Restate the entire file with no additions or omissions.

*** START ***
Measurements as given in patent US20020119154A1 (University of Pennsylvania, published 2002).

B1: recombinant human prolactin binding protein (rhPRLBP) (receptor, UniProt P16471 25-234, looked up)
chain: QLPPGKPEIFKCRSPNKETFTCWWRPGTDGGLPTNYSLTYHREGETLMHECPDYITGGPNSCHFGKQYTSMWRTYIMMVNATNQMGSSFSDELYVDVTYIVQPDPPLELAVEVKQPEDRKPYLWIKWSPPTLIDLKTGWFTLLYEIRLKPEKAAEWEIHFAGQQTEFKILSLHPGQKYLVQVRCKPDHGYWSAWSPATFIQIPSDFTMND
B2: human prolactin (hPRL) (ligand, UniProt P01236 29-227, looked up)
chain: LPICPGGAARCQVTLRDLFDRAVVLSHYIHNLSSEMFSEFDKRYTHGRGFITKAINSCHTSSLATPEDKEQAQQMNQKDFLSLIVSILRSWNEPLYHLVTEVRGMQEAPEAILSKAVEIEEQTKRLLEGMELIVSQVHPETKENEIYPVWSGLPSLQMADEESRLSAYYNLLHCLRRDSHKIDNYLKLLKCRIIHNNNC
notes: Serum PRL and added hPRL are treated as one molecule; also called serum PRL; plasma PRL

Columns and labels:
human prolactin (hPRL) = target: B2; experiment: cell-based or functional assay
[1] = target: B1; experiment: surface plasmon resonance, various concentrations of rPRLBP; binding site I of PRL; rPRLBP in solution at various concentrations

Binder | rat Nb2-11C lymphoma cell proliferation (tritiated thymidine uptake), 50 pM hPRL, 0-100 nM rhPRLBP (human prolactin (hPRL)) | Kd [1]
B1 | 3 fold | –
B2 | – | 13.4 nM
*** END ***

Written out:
Measurements as given in patent US20020119154A1 (University of Pennsylvania, published 2002).

B1: recombinant human prolactin binding protein (rhPRLBP) (receptor, UniProt P16471 25-234, looked up)
chain: QLPPGKPEIFKCRSPNKETFTCWWRPGTDGGLPTNYSLTYHREGETLMHECPDYITGGPNSCHFGKQYTSMWRTYIMMVNATNQMGSSFSDELYVDVTYIVQPDPPLELAVEVKQPEDRKPYLWIKWSPPTLIDLKTGWFTLLYEIRLKPEKAAEWEIHFAGQQTEFKILSLHPGQKYLVQVRCKPDHGYWSAWSPATFIQIPSDFTMND
B2: human prolactin (hPRL) (ligand, UniProt P01236 29-227, looked up)
chain: LPICPGGAARCQVTLRDLFDRAVVLSHYIHNLSSEMFSEFDKRYTHGRGFITKAINSCHTSSLATPEDKEQAQQMNQKDFLSLIVSILRSWNEPLYHLVTEVRGMQEAPEAILSKAVEIEEQTKRLLEGMELIVSQVHPETKENEIYPVWSGLPSLQMADEESRLSAYYNLLHCLRRDSHKIDNYLKLLKCRIIHNNNC
notes: Serum PRL and added hPRL are treated as one molecule; also called serum PRL; plasma PRL

Columns and labels:
human prolactin (hPRL) = target: B2; experiment: cell-based or functional assay
[1] = target: B1; experiment: surface plasmon resonance, various concentrations of rPRLBP; binding site I of PRL; rPRLBP in solution at various concentrations

Binder | rat Nb2-11C lymphoma cell proliferation (tritiated thymidine uptake), 50 pM hPRL, 0-100 nM rhPRLBP (human prolactin (hPRL)) | Kd [1]
B1 | 3 fold | –
B2 | – | 13.4 nM